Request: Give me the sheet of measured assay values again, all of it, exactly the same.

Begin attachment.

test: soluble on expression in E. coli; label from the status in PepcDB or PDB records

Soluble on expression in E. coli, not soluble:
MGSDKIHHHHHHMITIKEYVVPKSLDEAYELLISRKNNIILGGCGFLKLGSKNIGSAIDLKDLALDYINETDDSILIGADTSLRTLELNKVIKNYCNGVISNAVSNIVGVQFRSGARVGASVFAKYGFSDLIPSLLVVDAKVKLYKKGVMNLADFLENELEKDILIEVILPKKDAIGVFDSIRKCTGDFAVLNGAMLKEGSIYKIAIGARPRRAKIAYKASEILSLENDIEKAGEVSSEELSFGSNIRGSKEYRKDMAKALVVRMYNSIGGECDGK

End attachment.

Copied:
test: soluble on expression in E. coli; label from the status in PepcDB or PDB records

Soluble on expression in E. coli, not soluble:
MGSDKIHHHHHHMITIKEYVVPKSLDEAYELLISRKNNIILGGCGFLKLGSKNIGSAIDLKDLALDYINETDDSILIGADTSLRTLELNKVIKNYCNGVISNAVSNIVGVQFRSGARVGASVFAKYGFSDLIPSLLVVDAKVKLYKKGVMNLADFLENELEKDILIEVILPKKDAIGVFDSIRKCTGDFAVLNGAMLKEGSIYKIAIGARPRRAKIAYKASEILSLENDIEKAGEVSSEELSFGSNIRGSKEYRKDMAKALVVRMYNSIGGECDGK